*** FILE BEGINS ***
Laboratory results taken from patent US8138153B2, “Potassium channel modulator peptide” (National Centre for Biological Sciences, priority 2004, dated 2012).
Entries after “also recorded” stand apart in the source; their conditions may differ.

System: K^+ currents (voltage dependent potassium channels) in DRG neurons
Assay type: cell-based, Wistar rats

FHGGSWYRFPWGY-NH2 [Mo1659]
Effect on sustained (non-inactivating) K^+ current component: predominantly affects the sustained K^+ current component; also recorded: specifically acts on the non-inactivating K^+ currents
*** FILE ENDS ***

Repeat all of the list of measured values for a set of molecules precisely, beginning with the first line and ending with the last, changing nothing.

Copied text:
Laboratory results taken from patent US8138153B2, “Potassium channel modulator peptide” (National Centre for Biological Sciences, priority 2004, dated 2012).
Entries after “also recorded” stand apart in the source; their conditions may differ.

System: K^+ currents (voltage dependent potassium channels) in DRG neurons
Assay type: cell-based, Wistar rats

FHGGSWYRFPWGY-NH2 [Mo1659]
Effect on sustained (non-inactivating) K^+ current component: predominantly affects the sustained K^+ current component; also recorded: specifically acts on the non-inactivating K^+ currents